Cop Who Hit Boy Fined $185

Youth suffers paralysis, brain damage

By P.J. Orvetti
|  Friday, Nov 19, 2010  |  Updated 1:26 PM EDT
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Cop Who Hit Boy Fined $185

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ASPEN HILL, MD - OCTOBER 22: A Montgomery County Police cruiser sits outside Strathmore Elementry School, where the blinds have been drawn all day, as teachers and students depart October 22, 2002 in Aspen Hill, Maryland. Strathmore is less than a mile from where commuter bus driver Conrad Johnson, a 35-year-old father of two, was shot and killed as he stood at the top step of his bus early this morning. Montogmery County Schools are in a Code Blue lockdown mode, with a ban on all outdoor activities. (Photo by Mark Wilson/Getty Images)

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On April 29, 2008, 12-year-old Luis Jovel Jr. was crossing Stringtown Road in Clarksburg, Md. when Montgomery County Police Officer Jason Cokinos, in uniform and driving a police cruiser, came down the road at nearly twice the posted speed limit of 30 mph.

Cokinos, who would later says he thought the speed limit was 40 mph and that he thought he "was traveling the speed limit," was going at least 56 mph, according to forensic investigators.

The officer slammed on his brakes about 40 feet before he hit Jovel, but an accident reconstruction report concluded the Ford Crown Victoria was still going 46 mph at the time of impact. Jovel, now 14, suffered permanent brain damage from the accident, and is paralyzed in both his arms and legs. He requires around-the-clock medical care.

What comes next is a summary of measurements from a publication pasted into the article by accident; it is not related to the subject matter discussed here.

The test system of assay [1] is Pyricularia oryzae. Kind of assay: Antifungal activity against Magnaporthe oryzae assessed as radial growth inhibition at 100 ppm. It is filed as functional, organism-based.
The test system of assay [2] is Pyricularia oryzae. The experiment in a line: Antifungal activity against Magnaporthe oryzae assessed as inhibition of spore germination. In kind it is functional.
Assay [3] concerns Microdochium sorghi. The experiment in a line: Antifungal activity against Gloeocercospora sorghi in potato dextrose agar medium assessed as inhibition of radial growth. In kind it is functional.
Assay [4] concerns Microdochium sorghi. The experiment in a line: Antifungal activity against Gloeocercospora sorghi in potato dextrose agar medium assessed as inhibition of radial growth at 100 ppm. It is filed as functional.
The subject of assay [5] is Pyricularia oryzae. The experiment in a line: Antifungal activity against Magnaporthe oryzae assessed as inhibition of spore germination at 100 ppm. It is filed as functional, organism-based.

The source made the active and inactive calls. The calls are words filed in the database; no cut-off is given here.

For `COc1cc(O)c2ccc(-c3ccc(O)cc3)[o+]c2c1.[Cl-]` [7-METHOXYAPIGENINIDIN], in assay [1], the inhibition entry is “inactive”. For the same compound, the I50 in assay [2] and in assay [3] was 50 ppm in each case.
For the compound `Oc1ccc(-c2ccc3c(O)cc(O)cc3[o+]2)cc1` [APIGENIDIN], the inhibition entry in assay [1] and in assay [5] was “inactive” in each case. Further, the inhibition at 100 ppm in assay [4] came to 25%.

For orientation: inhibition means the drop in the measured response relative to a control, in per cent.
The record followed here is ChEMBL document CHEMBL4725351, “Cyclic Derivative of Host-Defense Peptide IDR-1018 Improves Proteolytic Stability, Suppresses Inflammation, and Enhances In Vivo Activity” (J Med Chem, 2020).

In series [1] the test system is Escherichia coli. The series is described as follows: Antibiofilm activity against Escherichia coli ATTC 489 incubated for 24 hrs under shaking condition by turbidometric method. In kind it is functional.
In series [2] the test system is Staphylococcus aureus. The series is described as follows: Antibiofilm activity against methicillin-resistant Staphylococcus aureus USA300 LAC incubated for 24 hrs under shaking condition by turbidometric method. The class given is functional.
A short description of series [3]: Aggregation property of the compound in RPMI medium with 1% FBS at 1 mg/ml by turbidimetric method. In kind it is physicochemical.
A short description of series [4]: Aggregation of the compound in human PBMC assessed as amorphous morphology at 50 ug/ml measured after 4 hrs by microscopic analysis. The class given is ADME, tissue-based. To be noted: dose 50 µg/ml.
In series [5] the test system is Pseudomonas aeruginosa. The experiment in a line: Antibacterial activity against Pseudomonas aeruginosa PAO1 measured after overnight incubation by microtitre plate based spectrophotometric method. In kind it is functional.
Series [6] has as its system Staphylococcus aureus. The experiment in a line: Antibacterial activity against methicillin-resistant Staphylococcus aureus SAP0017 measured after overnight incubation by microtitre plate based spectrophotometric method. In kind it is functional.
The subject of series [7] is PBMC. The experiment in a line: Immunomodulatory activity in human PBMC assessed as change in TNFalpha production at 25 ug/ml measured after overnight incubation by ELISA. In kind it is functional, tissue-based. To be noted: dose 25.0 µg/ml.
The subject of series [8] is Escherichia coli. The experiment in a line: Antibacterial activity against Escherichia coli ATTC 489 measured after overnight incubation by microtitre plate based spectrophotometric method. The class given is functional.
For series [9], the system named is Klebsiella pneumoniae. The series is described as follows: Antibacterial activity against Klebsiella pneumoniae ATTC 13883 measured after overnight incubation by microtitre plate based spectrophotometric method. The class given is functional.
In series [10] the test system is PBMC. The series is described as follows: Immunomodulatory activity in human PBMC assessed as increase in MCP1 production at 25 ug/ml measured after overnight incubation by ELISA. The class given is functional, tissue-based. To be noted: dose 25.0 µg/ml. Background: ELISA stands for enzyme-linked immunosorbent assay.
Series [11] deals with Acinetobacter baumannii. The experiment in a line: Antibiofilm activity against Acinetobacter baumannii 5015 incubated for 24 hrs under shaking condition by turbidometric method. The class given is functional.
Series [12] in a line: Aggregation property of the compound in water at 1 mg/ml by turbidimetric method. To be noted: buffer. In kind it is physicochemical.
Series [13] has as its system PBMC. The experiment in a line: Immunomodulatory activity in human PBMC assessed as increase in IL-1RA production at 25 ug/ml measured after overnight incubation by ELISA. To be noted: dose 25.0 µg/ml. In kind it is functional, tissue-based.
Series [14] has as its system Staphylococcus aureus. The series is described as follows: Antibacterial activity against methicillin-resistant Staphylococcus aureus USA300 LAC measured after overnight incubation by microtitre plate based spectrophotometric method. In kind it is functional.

Though Cokinos was traveling to an off-duty job at the time of the accident, Montgomery County will pay the Jovel family just $400,000 in damages because of a state law restricting the liability of local governments. A county police spokesman said the case qualified because Cokinos was in the cruiser and in uniform, which means he was "not considered off-duty."

So Cokinos was officially on duty at the time, and a police investigation concluded that Jovel would not have been hit if Cokinos had been obeying the law. What punishment did he receive? A $185 speeding ticket and no loss of his job. Police officials will not say if Cokinos was disciplined, citing Maryland confidentiality laws.

The Jovel family has incurred nearly $2 million in medical expenses, and have spent more than $120,000 on a specially equipped van and accessibility upgrades to their home. Norma Jovel gave up her job to care for her son. Luis Jovel Sr. is a manager at a McDonald’s.

The Jovels have called the county settlement insufficient, but accepted it out of fears they would end up with nothing. As for the out-of-pocket cost to Cokinos: If the boy he struck lives to be 80, the settlement will come to less than three dollars per year of his paralysis and brain injury.

Said Cokinos’s lawyer: "I know he’s relieved it’s over. He has to move forward, too."

Follow P.J. Orvetti on Twitter at @PJOinDC

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